In Family 2, a 564 kb duplication at Xp11.22 was identified in the proband. The genomic coordinates were 53,428,070-53,992,238 (GRCh37/hg19) (Fig. 2). The unaffected mother was the carrier of the duplication, which was most likely an inherited event because of the remarkable family history of most males suffering from ID and speech impairments.
In Family 3, a 1.9 Mb duplication was detected at Xp11.22 with genomic coordinates 52,686,671-54,621,465 (GRCh37/hg19) in the proband (Fig. 2). The unaffected mother carried the duplication, which was a de novo event, because the duplication was absent in the maternal grandmother and grandfather.
In Family 4, a 2.6 Mb duplication at Xp11.22 was revealed with genomic coordinates 52,923,471-55,551,584 (GRCh37/hg19) in the proband, which was inherited from the unaffected mother (Fig. 2).
Discussion and conclusions
Nonrecurrent Xp11.22 duplications have been reported to be relevant to nonsyndromic ID. At present, patients with overlapping duplications at Xp11.22 have been described in 18 unrelated families. Comparing all male patients with the Xp11.22 duplication, we found that the commonly shared characteristics were the presence of a mild-to-moderate ID and language delay [6,7,8,9,10]. A common minimal overlapping region was identified that contained only the HUWE1 gene. Therefore, it was concluded that HUWE1 was likely to be a dosage-sensitive gene and that an increased dosage of HUWE1 was believed to be responsible for nonsyndromic ID [7, 8]. To date, little is known about the clinical consequences of other genes involved in this interval. Here, we presented an additional four unrelated Chinese families with Xp11.22 duplications. All male patients demonstrated similar clinical features, including ID, speech impairments and motor delay, as the most consistent features of individuals with Xp11.22 duplication. To further establish the genotype-phenotype correlations, we searched and compared all Xp11.22 duplication cases as shown in Table 1 and Fig. 4.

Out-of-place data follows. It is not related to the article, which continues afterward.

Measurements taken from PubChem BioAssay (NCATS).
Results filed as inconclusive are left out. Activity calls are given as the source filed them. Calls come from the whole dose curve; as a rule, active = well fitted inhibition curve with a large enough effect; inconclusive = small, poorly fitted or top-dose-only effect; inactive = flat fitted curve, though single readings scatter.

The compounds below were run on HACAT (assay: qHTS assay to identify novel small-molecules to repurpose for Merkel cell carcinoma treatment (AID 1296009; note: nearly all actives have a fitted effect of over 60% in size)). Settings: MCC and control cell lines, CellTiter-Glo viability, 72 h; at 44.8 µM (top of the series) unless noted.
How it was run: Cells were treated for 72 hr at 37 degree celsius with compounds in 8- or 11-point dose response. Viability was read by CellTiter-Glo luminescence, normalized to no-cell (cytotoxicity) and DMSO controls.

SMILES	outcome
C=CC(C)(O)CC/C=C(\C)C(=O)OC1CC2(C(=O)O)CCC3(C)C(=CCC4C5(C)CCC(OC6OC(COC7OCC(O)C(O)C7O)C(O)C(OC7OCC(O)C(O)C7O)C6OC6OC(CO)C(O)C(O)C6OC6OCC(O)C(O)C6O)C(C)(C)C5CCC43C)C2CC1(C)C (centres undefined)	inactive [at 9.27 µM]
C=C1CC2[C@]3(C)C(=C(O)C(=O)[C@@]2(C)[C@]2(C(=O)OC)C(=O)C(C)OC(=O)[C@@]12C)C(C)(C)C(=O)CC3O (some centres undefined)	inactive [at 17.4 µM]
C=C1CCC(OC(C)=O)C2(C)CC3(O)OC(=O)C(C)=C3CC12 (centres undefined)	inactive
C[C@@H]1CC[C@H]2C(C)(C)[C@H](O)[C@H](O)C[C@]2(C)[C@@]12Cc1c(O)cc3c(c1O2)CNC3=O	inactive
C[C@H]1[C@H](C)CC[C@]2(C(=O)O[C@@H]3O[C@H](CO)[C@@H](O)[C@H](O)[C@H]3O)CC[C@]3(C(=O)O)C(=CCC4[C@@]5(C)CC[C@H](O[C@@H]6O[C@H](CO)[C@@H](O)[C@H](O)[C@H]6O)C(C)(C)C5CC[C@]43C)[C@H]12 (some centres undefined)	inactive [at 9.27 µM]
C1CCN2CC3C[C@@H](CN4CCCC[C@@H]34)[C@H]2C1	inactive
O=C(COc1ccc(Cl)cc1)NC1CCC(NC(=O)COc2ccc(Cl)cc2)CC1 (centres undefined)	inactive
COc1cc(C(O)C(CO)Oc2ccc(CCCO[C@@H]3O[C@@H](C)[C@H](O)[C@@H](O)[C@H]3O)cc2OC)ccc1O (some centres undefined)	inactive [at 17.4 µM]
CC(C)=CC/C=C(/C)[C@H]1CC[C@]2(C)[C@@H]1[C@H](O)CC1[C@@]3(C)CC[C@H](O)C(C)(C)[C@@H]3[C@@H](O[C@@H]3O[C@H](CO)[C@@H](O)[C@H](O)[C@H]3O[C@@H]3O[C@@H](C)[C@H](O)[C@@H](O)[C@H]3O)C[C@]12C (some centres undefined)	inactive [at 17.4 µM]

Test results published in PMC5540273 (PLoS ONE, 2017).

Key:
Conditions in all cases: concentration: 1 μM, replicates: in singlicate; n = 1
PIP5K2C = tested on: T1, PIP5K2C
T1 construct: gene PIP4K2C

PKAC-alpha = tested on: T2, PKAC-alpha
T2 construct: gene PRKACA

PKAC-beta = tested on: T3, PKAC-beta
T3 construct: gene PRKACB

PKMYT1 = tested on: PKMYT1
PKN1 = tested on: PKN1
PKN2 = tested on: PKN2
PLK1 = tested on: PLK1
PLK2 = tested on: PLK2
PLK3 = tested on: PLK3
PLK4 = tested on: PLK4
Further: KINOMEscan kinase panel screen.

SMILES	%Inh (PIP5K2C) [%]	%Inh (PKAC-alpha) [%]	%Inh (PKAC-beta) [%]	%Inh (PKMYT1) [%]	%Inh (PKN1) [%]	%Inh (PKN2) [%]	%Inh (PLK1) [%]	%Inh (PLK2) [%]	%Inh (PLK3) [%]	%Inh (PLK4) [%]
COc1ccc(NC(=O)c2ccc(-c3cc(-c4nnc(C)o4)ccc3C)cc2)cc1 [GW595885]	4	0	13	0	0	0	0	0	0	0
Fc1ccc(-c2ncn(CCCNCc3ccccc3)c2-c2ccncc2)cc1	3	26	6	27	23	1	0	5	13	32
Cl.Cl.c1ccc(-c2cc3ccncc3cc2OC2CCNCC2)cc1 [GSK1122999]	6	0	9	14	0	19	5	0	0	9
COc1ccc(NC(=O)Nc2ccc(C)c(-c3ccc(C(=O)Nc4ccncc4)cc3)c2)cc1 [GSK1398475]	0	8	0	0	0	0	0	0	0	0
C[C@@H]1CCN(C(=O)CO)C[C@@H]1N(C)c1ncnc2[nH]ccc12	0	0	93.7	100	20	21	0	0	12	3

We observed that the proband (Family 1) and DECIPHER patient 263,219, who carried a small duplication at Xp11.22 partially overlapping HUWE1 also presented with ID and language delay. The partial HUWE1 copy number gain would probably not contribute to ID, as demonstrated in families with the partial HUWE1 duplication previously reported, since segregation analysis provided contradictory evidence . The partial HUWE1 duplication is also reported in the Database of Genomic Variants (esv3576879). In Family 1, the duplicated segment entirely encompassed the HSD17B10 and SMC1A genes. The boy suffered from ID, speech impairments and motor delay. This duplication was inherited from the unaffected mother. The proband’s duplication-negative younger brother had a normal development, and the duplication-carrying maternal uncle showed a similar clinical presentation to that of the proband. The cosegregation evidence from this family implied that the small duplication at Xp11.22 was a disease-causing effect. Next, the WGS test was used to analyze the structural rearrangements of the duplication. The small duplication was confirmed to be in tandem orientation, and HUWE1 was partially duplicated, which suggested one functional copy of the gene [Fig. 3]. Furthermore, the WGS test also confirmed that there were no other known genetic causes responsible for the clinical features of the proband. It was found that DECIPHER case 263,219, who carried a de novo small duplication at Xp11.22, entirely spanning HSD17B10 but only partially HUWE1 and SMC1A, displayed speech impairments and global developmental delay. The de novo event implicated that the small duplication was clinically significant. Based on current evidence, it is reasonable to conclude that this small duplication is likely to be causally linked with the patients’ phenotype. The overlapping region of the two patients only fully covered the HSD17B10 gene. Therefore, HSD17B10 was regarded as the most promising gene responsible for the patient’s phenotype. The HSD17B10 gene encodes human 17β-hydroxysteroid dehydrogenase type 10 (17β-HSD10), a mitochondrial multifunctional enzyme that catalyzes the oxidation of neuroactive steroids and the degradation of isoleucine. The enzyme can bind to various peptides and is required for normal mitochondrial maintenance . 17β-HSD10 is expressed in brain tissue at different levels and is most abundant in the hippocampus . Normal levels of 17β-HSD10 in various brain regions and other tissues are essential for human health, particularly normal cognitive competence [13, 15]. Mutations in the HSD17B10 gene lead to 17β-HSD10 deficiency, a progressive neurodegenerative disorder with age at onset ranging from the neonatal period to early childhood, characterized by ID, deficits in language, motor delay, and alteration of mitochondrial morphology . In addition, elevated 17β-HSD10 levels have been found in the hippocampi of Alzheimer’s patients and in a mouse model [14, 17, 18]. It is therefore likely that not only a reduced activity but also an increased dosage of HSD10 might interfere with normal cognition through the disturbed metabolism of neurosteroid modulators of GABAA receptors [13, 18]. Based on the clinical and functional evidence for HSD17B10 duplication, we propose that HSD17B10 may be a dosage-sensitive gene and that HSD17B10 duplication is likely to be causally linked with the patients’ phenotypes.